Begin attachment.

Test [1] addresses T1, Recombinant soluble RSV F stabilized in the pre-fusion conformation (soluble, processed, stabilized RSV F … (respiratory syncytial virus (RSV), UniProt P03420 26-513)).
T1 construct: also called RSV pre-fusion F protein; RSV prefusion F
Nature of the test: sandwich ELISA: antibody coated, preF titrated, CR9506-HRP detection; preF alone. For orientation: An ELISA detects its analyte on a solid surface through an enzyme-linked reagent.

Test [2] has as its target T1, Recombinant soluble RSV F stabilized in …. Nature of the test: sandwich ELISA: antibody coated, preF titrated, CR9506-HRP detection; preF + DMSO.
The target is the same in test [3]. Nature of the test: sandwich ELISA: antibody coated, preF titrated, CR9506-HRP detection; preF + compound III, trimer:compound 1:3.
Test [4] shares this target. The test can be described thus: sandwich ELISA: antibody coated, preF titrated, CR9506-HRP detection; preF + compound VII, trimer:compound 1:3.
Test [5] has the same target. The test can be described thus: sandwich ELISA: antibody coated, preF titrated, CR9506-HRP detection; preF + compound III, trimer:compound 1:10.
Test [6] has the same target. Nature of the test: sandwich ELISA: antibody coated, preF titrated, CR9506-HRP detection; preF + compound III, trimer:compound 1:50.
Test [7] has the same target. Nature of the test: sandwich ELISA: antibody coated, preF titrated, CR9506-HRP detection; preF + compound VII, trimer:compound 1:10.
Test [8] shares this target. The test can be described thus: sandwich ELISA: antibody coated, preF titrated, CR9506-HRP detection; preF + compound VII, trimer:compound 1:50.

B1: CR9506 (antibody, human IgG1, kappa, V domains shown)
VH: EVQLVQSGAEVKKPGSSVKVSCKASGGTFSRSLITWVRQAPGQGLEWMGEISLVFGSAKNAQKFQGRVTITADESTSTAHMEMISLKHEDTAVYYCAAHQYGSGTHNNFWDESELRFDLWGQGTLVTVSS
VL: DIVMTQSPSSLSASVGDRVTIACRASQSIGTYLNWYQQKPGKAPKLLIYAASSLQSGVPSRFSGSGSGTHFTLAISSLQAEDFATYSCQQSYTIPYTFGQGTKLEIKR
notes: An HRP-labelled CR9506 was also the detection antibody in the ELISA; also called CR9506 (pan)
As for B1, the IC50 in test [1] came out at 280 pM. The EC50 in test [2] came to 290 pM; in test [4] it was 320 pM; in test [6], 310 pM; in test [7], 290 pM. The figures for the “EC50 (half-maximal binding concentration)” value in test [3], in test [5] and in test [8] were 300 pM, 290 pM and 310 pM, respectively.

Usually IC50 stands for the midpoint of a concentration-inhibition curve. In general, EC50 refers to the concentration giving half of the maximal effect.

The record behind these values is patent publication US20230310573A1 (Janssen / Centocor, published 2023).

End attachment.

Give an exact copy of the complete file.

Test [1] addresses T1, Recombinant soluble RSV F stabilized in the pre-fusion conformation (soluble, processed, stabilized RSV F … (respiratory syncytial virus (RSV), UniProt P03420 26-513)).
T1 construct: also called RSV pre-fusion F protein; RSV prefusion F
Nature of the test: sandwich ELISA: antibody coated, preF titrated, CR9506-HRP detection; preF alone. For orientation: An ELISA detects its analyte on a solid surface through an enzyme-linked reagent.

Test [2] has as its target T1, Recombinant soluble RSV F stabilized in …. Nature of the test: sandwich ELISA: antibody coated, preF titrated, CR9506-HRP detection; preF + DMSO.
The target is the same in test [3]. Nature of the test: sandwich ELISA: antibody coated, preF titrated, CR9506-HRP detection; preF + compound III, trimer:compound 1:3.
Test [4] shares this target. The test can be described thus: sandwich ELISA: antibody coated, preF titrated, CR9506-HRP detection; preF + compound VII, trimer:compound 1:3.
Test [5] has the same target. The test can be described thus: sandwich ELISA: antibody coated, preF titrated, CR9506-HRP detection; preF + compound III, trimer:compound 1:10.
Test [6] has the same target. Nature of the test: sandwich ELISA: antibody coated, preF titrated, CR9506-HRP detection; preF + compound III, trimer:compound 1:50.
Test [7] has the same target. Nature of the test: sandwich ELISA: antibody coated, preF titrated, CR9506-HRP detection; preF + compound VII, trimer:compound 1:10.
Test [8] shares this target. The test can be described thus: sandwich ELISA: antibody coated, preF titrated, CR9506-HRP detection; preF + compound VII, trimer:compound 1:50.

B1: CR9506 (antibody, human IgG1, kappa, V domains shown)
VH: EVQLVQSGAEVKKPGSSVKVSCKASGGTFSRSLITWVRQAPGQGLEWMGEISLVFGSAKNAQKFQGRVTITADESTSTAHMEMISLKHEDTAVYYCAAHQYGSGTHNNFWDESELRFDLWGQGTLVTVSS
VL: DIVMTQSPSSLSASVGDRVTIACRASQSIGTYLNWYQQKPGKAPKLLIYAASSLQSGVPSRFSGSGSGTHFTLAISSLQAEDFATYSCQQSYTIPYTFGQGTKLEIKR
notes: An HRP-labelled CR9506 was also the detection antibody in the ELISA; also called CR9506 (pan)
As for B1, the IC50 in test [1] came out at 280 pM. The EC50 in test [2] came to 290 pM; in test [4] it was 320 pM; in test [6], 310 pM; in test [7], 290 pM. The figures for the “EC50 (half-maximal binding concentration)” value in test [3], in test [5] and in test [8] were 300 pM, 290 pM and 310 pM, respectively.

Usually IC50 stands for the midpoint of a concentration-inhibition curve. In general, EC50 refers to the concentration giving half of the maximal effect.

The record behind these values is patent publication US20230310573A1 (Janssen / Centocor, published 2023).